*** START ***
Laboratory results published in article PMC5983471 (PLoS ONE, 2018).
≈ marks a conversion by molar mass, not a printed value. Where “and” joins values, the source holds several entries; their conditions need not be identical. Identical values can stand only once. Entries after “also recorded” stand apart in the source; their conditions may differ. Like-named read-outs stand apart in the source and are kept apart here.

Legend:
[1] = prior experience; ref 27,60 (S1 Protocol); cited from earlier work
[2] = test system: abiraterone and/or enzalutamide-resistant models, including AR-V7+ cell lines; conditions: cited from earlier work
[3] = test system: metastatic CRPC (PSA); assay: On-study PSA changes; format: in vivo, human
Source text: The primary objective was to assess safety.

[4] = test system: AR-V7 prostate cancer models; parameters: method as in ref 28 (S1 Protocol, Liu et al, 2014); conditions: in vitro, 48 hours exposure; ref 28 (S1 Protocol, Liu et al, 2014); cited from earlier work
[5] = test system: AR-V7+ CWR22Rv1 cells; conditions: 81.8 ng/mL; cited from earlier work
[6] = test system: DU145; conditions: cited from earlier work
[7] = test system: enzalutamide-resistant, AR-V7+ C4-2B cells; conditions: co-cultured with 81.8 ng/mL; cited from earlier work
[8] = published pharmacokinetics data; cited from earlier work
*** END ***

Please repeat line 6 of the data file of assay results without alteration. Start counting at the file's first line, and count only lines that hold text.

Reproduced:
[3] = test system: metastatic CRPC (PSA); assay: On-study PSA changes; format: in vivo, human